Background Engineered toxin bodies (ETBs) are comprised of a proprietarily engineered and de-immunized Shiga-like Toxin-I A1 subunit genetically fused to an antibody-like binding domain. ETBs can force receptor internalization, induce potent cell-kill via enzymatic and permanent inactivation of ribosomes, and may not be subject to resistance mechanisms of other therapeutics. TAK-169 is a second-generation ETB targeting CD38 in hematologic malignancies including multiple myeloma (MM).
Methods This multicenter, open-label, phase 1 study is designed to evaluate the safety, tolerability, preliminary efficacy, pharmacokinetics, and pharmacodynamics of TAK-169 monotherapy in patients with relapsed or refractory MM (RRMM). The primary objective of the expansion phase (Part 2) is to provide a preliminary evaluation of the clinical activity of TAK-169 monotherapy in patients with RRMM. The starting dose of TAK-169 in Part 1 is 50 μg/kg IV once weekly. Subsequent planned dose levels are 100, 200, 335, 500, and 665 μg/kg (NCT04017130).
Results At the data cut-off in June 2021, 4 patients with a median age of 70 years were enrolled at the initial TAK-169 dose level of 50 µg/kg. All 4 patients were heavily pretreated with at least 5 previous lines of therapy. All patients have discontinued the study, 3 due to progressive disease and 1 due to a treatment-emergent adverse event (TEAE). The TEAE was asymptomatic grade 2 reversible myocarditis diagnosed by cardiac magnetic resonance imaging (MRI) and grade 3 hs-troponin elevation in the absence of ischemia, ECG, or echocardiographic abnormalities. Comparative baselines were not available for either the cardiac MRI or hs-troponin levels. No other cardiac TEAEs have been observed with any other patient. All other related TEAEs were either grade 1 or 2 events. All patients had quantifiable drug concentrations on Cycle 1 Day 1, with the mean elimination half-life calculated as 1 hour. The geometric mean of Cmax in the 4 patients was 1.73 nM, which is lower than the EC50 of 5 nM observed in MM cell-killing assays using patient bone marrow aspirates. Number of natural killer (NK) cells in peripheral blood for the 4 patients was reduced by a maximum of 56%, 85%, 88%, and 92% after the first dose. The patient with 56% reduction in NK cells had the lowest NK cell count at baseline, along with a low percentage of CD38+ NK cells.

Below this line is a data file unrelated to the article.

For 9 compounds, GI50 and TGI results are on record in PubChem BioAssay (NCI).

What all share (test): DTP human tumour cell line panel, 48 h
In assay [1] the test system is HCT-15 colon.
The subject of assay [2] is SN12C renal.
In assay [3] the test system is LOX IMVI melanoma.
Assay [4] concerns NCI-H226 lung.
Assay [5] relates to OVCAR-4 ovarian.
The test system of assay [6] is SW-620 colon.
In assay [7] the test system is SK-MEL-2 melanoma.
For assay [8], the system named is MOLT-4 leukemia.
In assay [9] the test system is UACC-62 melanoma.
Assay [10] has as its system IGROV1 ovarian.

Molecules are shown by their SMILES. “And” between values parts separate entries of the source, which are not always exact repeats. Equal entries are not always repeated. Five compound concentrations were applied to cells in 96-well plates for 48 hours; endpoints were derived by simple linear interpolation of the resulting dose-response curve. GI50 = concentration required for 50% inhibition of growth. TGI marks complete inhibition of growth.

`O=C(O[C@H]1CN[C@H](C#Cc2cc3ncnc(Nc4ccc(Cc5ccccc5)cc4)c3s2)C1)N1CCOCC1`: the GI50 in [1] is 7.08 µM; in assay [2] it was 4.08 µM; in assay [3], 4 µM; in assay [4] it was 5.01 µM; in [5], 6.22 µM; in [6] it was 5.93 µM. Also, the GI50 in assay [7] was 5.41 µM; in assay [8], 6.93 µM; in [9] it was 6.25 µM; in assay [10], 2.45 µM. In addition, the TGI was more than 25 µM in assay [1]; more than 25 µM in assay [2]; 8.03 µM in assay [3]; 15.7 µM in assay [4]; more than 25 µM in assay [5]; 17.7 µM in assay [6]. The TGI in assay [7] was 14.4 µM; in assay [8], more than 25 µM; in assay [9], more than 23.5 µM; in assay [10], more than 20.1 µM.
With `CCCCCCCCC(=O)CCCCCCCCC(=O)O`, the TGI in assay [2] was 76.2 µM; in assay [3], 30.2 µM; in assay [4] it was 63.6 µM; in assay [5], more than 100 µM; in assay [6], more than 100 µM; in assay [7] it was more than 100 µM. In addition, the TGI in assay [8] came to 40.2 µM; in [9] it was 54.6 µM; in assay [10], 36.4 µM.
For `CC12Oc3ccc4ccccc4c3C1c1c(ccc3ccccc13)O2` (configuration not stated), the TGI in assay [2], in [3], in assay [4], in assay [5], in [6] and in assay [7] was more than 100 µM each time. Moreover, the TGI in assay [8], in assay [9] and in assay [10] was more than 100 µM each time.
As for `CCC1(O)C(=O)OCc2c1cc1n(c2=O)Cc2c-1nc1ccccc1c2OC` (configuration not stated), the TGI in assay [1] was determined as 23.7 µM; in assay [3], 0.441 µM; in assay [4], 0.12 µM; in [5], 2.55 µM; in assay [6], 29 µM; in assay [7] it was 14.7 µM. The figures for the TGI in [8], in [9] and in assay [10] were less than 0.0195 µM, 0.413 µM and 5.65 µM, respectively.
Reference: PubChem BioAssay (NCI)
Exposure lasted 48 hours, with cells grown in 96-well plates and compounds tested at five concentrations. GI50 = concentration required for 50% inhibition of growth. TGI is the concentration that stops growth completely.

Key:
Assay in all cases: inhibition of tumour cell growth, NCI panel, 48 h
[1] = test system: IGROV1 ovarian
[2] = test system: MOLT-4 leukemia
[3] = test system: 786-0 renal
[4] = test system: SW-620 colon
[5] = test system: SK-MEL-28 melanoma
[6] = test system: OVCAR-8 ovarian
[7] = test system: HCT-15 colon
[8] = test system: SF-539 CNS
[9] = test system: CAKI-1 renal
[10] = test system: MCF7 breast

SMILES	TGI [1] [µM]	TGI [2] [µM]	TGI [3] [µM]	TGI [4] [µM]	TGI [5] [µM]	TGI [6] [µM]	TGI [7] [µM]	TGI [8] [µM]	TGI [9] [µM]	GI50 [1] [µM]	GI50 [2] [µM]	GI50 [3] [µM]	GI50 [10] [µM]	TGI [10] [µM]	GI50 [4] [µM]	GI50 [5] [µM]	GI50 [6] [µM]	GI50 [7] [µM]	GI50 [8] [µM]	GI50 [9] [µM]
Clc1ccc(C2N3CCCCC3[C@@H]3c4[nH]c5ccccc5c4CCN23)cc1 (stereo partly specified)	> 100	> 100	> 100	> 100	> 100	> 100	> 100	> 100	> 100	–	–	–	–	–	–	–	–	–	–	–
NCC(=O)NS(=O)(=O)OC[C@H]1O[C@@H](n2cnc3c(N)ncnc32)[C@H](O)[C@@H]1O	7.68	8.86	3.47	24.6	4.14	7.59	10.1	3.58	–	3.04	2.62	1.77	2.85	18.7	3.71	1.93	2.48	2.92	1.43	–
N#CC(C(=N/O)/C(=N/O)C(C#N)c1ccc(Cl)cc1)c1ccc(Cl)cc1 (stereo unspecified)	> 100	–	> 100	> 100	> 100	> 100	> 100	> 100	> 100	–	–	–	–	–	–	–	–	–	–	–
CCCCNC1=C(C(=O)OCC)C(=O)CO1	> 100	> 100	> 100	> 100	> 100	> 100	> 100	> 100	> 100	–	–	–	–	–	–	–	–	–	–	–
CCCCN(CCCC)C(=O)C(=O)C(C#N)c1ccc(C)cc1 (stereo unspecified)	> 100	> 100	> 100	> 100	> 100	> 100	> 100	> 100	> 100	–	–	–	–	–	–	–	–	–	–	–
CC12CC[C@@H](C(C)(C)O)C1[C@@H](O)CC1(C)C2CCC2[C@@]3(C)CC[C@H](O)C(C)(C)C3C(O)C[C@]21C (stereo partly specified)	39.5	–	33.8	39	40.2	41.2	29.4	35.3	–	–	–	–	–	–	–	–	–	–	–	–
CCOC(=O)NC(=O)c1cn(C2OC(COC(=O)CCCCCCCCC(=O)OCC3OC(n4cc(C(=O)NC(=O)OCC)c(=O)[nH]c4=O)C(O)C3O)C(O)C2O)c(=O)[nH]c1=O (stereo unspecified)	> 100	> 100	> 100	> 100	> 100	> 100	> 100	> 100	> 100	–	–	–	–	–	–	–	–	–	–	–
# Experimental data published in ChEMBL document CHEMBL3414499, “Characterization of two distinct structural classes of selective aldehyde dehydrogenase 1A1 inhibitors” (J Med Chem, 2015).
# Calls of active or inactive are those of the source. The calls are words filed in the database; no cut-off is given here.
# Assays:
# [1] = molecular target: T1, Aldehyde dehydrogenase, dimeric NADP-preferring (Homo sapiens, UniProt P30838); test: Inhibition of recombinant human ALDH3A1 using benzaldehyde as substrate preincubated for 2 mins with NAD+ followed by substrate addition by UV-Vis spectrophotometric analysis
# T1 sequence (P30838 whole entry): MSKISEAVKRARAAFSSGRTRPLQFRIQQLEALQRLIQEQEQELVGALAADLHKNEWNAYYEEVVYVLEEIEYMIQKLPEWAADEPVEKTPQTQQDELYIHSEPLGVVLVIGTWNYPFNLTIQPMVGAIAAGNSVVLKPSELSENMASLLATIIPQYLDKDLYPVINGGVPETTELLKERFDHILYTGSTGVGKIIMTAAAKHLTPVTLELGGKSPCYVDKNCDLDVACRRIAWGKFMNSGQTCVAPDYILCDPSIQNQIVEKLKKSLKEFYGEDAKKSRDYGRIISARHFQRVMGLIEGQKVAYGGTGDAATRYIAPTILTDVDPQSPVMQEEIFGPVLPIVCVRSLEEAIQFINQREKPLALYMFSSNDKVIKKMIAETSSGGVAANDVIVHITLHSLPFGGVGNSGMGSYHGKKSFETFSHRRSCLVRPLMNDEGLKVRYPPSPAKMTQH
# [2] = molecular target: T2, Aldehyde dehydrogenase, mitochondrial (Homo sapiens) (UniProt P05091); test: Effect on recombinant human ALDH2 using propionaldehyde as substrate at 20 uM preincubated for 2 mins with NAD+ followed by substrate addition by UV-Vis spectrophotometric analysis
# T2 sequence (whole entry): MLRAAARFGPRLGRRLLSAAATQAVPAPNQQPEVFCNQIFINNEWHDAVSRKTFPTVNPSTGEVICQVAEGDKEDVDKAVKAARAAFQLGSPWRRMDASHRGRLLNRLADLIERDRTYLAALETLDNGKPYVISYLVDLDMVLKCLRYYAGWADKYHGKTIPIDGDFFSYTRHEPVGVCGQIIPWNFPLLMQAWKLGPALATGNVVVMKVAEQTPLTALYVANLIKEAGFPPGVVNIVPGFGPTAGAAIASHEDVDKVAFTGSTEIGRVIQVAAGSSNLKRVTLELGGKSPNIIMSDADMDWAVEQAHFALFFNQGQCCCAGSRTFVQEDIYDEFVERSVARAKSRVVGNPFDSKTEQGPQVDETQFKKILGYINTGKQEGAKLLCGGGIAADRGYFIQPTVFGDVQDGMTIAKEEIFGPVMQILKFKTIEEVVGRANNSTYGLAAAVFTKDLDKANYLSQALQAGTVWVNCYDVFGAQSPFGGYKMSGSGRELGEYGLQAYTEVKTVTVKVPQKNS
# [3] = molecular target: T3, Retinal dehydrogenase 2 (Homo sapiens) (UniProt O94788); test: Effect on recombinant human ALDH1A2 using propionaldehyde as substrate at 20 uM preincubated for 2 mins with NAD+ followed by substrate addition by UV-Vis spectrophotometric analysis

Conclusions These data demonstrate that, at 50 mcg/kg, TAK-169 was engaging its target CD38, leading to robust NK-cell reductions. Dose escalation is ongoing.
Trial Registration Clinicaltrials.
gov identifier: NCT04017130
Ethics Approval Vanderbilt University Institutional Review Board (1313 21st Ave S, Suite 505. Nashville, TN 37232–4315) gave approval on 6/25/2021 (IRB #191752). Participants gave informed consent before taking part in the study.
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